Detroit makes a Promise to its young people

By Ryan Burklow | @burklow_ryan

November 29, 2016

It has been said that a promise is only as reliable as the person or persons making it. In that case, students in Detroit have a lot to be excited about. Gov. Rick Snyder was joined by Detroit Mayor Mike Duggan, Detroit Public Schools Community District Superintendent Alycia Meriweather and Detroit Regional Chamber President and CEO Sandy Baruah to bring awareness to the success and future of the Detroit Promise program.

In 2011 Snyder made his commitment to providing Detroit high school graduates with a tuition-free path toward an associate degree or technical certificate known. Just two years later this idea was realized when the Detroit Regional Chamber began administering the Detroit Scholarship Fund.

RELATED: Gov. Snyder, Detroit Mayor Mike Duggan launch the registration period for 2017 Detroit Promise (WXYZ)

The program has been a success, with over 2,000 Detroit high school graduates using the program to attend one of the five participating community colleges in the metro area. That’s more than 2,000 students who are able to work toward attaining a college degree or technical certificate, who otherwise might not have been able to.

Now, just five years later, the city of Detroit is taking a critically important next step. With the introduction of the Detroit Promise Scholarship, high schoolers who graduate from any Detroit high school in 2017 will have access to a tuition-free path towards a bachelor’s degree at one of the participating Michigan public universities.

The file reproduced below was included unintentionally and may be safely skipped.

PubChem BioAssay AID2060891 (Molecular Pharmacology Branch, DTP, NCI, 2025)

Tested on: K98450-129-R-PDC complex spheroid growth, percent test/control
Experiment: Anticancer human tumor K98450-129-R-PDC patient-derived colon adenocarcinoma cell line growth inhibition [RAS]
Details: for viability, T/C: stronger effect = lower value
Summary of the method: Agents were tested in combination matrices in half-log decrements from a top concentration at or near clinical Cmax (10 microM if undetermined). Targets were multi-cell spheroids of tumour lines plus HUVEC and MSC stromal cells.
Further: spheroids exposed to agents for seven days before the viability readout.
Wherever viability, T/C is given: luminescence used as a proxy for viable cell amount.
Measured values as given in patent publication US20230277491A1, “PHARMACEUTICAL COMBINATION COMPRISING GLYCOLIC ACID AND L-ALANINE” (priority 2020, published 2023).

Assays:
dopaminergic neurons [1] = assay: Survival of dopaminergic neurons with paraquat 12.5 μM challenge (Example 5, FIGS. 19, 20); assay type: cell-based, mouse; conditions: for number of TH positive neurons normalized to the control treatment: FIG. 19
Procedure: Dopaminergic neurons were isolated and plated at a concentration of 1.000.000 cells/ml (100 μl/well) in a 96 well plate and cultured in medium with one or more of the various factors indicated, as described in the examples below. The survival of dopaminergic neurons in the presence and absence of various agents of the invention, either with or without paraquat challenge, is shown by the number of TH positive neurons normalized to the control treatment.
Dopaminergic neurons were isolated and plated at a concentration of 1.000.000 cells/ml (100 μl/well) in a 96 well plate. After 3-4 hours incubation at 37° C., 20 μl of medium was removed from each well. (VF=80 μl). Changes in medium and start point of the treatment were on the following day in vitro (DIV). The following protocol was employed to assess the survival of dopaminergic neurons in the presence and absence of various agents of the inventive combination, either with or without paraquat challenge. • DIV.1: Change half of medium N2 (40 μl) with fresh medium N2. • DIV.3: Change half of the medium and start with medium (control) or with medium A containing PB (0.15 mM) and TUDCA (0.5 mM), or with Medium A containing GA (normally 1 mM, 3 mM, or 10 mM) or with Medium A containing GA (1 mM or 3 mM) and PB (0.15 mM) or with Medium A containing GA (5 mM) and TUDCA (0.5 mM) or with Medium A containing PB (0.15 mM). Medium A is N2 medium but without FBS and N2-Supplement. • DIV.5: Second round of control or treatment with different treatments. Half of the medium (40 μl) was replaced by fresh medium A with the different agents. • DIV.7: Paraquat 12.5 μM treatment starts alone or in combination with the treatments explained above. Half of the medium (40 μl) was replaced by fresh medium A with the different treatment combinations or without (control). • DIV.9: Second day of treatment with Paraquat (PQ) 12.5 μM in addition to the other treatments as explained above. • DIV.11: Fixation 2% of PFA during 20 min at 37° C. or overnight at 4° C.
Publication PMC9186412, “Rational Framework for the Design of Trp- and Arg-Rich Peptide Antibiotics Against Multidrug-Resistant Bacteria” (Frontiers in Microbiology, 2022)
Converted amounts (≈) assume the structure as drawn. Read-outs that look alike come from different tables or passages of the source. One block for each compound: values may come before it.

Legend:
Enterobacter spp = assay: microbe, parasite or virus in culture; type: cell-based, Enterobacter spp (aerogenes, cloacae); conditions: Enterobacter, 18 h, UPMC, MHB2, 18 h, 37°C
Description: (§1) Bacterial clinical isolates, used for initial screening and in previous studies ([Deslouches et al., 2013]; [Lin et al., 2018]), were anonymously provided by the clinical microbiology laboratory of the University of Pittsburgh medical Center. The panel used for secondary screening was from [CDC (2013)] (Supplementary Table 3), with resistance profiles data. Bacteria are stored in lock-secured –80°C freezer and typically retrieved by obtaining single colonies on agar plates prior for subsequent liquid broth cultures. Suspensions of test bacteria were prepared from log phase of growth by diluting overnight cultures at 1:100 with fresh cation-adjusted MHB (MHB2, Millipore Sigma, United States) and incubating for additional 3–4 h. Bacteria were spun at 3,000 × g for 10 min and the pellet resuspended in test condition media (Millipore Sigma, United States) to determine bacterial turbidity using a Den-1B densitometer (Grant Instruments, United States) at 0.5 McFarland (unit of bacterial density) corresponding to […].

RELATED: Students benefit from Detroit Promise program (Detroit News)

“As we look to the future, the next generation of leaders is being developed here in our schools, and we need to work to ensure that our students are prepared for success after they graduate high school,” Snyder said. “The Detroit Promise helps to provide access to a high-quality education so that our students are equipped with the skills necessary to help continue the city’s comeback for generations to come.”

RELATED: Free tuition for Detroiters to add 4-year universities (Detroit Free Press)

Along with offering a tuition-free education, the Detroit Promise scholarship can bestow a sense of hope and motivation. Students who might have thought a bachelor’s degree was out of their reach because of financial reasons can now more clearly see their path towards a four-year degree.

(Photo: Robin Buckson / The Detroit News)

With this scholarship all of Detroit’s high school students should be newly motivated, regardless of whether or not they believed higher education was previously a possibility. By having minimum requirements — like a 3.0 cumulative GPA — students have concrete goals to work towards.

“We all have a role to play in ensuring that our students are ready to take on the challenge of continuing the city’s comeback. That starts with a great education, and I’m excited to see what the future has in store for these students,” Snyder said.